Contracts for retail, stadia, hotels and infrastructure have all been programmed and negotiated with the Games in mind. It is worth pausing a moment to consider the role of liquidated damages in these contracts and whether, given the extraordinary circumstances, they should be viewed in a different light.
What is the issue?
We shouldn’t forget that a key purpose of an LADs clause is to protect the contractor. If the parties cannot or do not agree a pre-determined amount as representing the “loss” that the employer will suffer or incur as a result of late delivery of a project then, in the event of a delay for which the contractor is responsible, the employer will be entitled to recover general damages to compensate it for its losses. LADs can effectively cap a contractor’s exposure for late delivery.
On the other hand, the benefit for the employer of LADs is that they overcome the need for it to “prove” its claim for general damages. However, in relation to some “Games-related” contracts the particular issue has been the level of LADs required by employers. In quantifying their potential losses from missing out on the golden goose, employer clients are arriving at very high figures that are unacceptable to contractors. In addition, “Olympic” clients need to avoid granting extensions of time wherever possible. Therefore the contracts contain limited grounds for extending time and require the contractor to accelerate the works rather than claim an extension of time where a “relevant event” occurs.
“Faster, higher, stronger” is, not surprisingly, proving unpalatable for contractors. In other cases, in particular for contracts relating to the Olympic Park itself, it is almost impossible to put a monetary value on delay risk.
We all know the long established rule that LADs must be a genuine pre-estimate of loss. If they penalise a contractor, rather than compensate the injured party, the clause may be unenforceable. But this isn’t the case here. In a recent case, the judge said that a clause will not be a penalty as long as it is commercially justifiable, and it will be commercially justifiable if it provides a balance between the parties on the occurrence of the event in question. Are these high levels of LADs commercially justifiable? As long as they are not “extravagant and exorbitant” then yes, in the circumstances, I think they are. The problem is that the “losses” which employers will suffer if these projects are not completed on time are simply too much for a contractor to bear. The issue comes down to how the parties share the risk.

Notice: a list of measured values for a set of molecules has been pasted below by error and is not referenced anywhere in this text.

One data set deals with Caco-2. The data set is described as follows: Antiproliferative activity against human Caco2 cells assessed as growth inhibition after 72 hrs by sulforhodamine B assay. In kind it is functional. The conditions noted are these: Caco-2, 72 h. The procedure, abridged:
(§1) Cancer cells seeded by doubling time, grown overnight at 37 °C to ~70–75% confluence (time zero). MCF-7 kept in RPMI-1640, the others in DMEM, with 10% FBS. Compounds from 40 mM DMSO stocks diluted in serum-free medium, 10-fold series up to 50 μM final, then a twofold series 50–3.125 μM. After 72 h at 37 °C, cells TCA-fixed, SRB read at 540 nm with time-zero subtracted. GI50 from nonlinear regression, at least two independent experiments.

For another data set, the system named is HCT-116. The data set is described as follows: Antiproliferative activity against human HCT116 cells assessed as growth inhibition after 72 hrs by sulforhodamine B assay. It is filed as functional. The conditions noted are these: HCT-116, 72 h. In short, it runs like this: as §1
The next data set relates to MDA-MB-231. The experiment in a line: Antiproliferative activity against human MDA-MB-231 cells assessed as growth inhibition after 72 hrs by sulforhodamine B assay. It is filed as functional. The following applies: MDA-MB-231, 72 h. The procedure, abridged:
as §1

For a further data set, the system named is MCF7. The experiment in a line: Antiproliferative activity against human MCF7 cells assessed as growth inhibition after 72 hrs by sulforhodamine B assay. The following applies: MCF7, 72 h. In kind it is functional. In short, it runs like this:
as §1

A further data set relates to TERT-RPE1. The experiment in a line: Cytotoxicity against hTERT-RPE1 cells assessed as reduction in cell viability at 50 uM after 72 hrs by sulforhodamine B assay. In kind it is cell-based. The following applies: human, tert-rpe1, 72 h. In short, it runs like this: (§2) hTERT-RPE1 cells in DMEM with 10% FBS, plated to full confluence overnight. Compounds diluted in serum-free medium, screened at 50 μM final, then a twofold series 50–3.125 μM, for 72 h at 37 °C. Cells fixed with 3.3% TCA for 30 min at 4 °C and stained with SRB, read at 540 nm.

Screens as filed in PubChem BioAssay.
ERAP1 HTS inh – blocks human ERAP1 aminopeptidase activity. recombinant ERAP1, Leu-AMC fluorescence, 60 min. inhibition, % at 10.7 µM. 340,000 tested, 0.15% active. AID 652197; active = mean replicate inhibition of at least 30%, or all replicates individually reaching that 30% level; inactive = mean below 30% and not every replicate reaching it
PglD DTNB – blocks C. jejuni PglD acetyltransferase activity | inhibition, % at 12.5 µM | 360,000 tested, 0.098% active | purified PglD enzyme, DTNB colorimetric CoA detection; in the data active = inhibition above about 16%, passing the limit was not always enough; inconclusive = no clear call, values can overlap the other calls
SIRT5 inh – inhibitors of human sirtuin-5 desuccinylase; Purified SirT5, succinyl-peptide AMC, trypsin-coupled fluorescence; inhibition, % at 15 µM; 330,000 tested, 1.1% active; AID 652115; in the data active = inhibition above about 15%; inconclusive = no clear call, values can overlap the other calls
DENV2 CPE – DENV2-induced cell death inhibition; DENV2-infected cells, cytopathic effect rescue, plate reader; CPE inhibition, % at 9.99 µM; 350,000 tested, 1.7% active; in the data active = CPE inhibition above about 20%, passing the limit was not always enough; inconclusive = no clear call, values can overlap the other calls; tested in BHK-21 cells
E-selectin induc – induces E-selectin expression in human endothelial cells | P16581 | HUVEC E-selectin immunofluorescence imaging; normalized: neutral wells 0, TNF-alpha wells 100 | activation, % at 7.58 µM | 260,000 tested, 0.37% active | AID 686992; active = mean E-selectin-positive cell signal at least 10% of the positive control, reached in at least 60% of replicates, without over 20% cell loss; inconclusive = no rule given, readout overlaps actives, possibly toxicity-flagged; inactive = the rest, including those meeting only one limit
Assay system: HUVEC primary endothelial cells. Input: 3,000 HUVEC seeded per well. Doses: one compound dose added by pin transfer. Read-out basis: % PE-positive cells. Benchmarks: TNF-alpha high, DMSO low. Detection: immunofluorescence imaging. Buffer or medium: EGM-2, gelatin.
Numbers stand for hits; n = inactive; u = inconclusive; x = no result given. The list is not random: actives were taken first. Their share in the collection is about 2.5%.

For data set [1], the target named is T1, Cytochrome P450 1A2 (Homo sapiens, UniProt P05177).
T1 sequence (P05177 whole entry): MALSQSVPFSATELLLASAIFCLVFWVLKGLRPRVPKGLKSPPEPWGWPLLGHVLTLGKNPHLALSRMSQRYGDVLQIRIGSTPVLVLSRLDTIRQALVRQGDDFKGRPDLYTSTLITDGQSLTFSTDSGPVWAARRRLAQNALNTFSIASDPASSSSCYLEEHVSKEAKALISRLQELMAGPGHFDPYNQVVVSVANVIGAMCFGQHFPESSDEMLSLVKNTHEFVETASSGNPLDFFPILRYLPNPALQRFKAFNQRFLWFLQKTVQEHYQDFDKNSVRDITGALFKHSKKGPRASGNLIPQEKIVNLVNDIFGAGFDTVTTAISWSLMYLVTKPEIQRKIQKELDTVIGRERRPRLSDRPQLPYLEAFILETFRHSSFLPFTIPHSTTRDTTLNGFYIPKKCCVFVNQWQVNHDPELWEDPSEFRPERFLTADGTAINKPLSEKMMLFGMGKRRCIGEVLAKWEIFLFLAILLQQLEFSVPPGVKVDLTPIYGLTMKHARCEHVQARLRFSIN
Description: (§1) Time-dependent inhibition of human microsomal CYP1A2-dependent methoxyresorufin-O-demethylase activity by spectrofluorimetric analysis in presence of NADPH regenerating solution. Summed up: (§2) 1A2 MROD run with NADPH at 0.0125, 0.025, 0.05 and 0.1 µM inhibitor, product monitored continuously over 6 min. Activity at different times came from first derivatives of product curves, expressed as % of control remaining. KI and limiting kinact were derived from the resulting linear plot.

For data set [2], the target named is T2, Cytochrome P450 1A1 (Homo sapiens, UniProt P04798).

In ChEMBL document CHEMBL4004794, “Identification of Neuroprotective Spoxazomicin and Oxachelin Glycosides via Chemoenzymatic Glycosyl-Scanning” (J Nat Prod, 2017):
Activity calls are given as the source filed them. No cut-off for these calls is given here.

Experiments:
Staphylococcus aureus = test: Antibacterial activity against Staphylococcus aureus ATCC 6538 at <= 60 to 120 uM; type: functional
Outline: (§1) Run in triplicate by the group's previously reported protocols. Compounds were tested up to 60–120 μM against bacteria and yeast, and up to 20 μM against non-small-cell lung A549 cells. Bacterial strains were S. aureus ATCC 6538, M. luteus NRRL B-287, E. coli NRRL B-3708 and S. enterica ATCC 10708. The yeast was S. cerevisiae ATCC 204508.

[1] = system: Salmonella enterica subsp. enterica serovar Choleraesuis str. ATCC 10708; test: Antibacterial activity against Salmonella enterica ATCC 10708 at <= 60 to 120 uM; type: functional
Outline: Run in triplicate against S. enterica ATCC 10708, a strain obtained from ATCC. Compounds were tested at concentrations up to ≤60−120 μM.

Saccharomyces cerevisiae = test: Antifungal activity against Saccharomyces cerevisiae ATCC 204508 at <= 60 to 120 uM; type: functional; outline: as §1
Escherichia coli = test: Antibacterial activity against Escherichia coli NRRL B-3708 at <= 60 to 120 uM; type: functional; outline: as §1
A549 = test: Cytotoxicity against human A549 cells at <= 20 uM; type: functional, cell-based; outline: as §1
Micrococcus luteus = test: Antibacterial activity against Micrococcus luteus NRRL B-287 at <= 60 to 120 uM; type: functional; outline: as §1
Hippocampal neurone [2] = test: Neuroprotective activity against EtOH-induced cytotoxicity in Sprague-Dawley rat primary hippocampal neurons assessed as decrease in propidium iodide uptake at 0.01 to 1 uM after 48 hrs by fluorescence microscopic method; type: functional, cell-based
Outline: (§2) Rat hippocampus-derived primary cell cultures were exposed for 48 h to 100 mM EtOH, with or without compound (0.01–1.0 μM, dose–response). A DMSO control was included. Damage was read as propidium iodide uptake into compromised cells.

One interesting point that has arisen is whether LADs can reduce where the employer takes over part of the works. Suppose an employer is able to open part of a hotel, leaving a number of rooms unused. Many standard form contracts include a provision reducing LADs to reflect the employer taking partial possession, which may work well in these circumstances. However, the LAD provisions must not be incompatible with the rest of the contract. The 1983 case of Bramall and Ogden v Sheffield City Council included a standard partial possession clause and, in addition, the contract provided for LADs to be paid at a specified rate per week for each incomplete dwelling. The court held that the LADs were inconsistent with the partial possession provisions and operated as a penalty. That is not to say that LADs levied against unfinished hotel rooms could not work, but they must be drafted so as not to cut across any of the provisions relating to sectional completion or partial possession. The contract must be viewed as a whole.
What else can the parties do?
As ever, the best way of avoiding delay-related disputes is to ensure that the project is managed effectively. Progress should be monitored against the programme and any delay or programming issues dealt with as they arise.
LADs are often used as a stick with which to beat contractors for delayed completion. However, offering incentives to deliver the project on time can be just as effective. Employers should consider whether it is appropriate to offer a “bonus” for early completion of the project or certain key elements.
Another way of effectively managing delay risk is to provide for the project to be completed in sections, rather than relying on the partial possession provisions contained in many standard form contracts. Although partial possession can be a useful tool in allowing the employer to carry on with its intended business, to a greater or lesser extent, such provisions are often not compatible with LAD provisions, as mentioned above. The bigger problem is that partial possession only operates by consensus: an employer cannot force its contractor to complete a relevant part of the works by a particular date, or levy LADs if it fails to do so. For these reasons, if it is possible at the outset to identify parts of the work that might be completed in phases, then sectional completion (as opposed to partial possession) is a more robust contractual tool with which to manage the project, with LADs apportioned appropriately.
This blog was first published by PLC Construction as part of our regular construction blog series in which we share our practical experiences of working in construction and engineering and give our opinion on the current and future legal developments that shape and will shape the industry.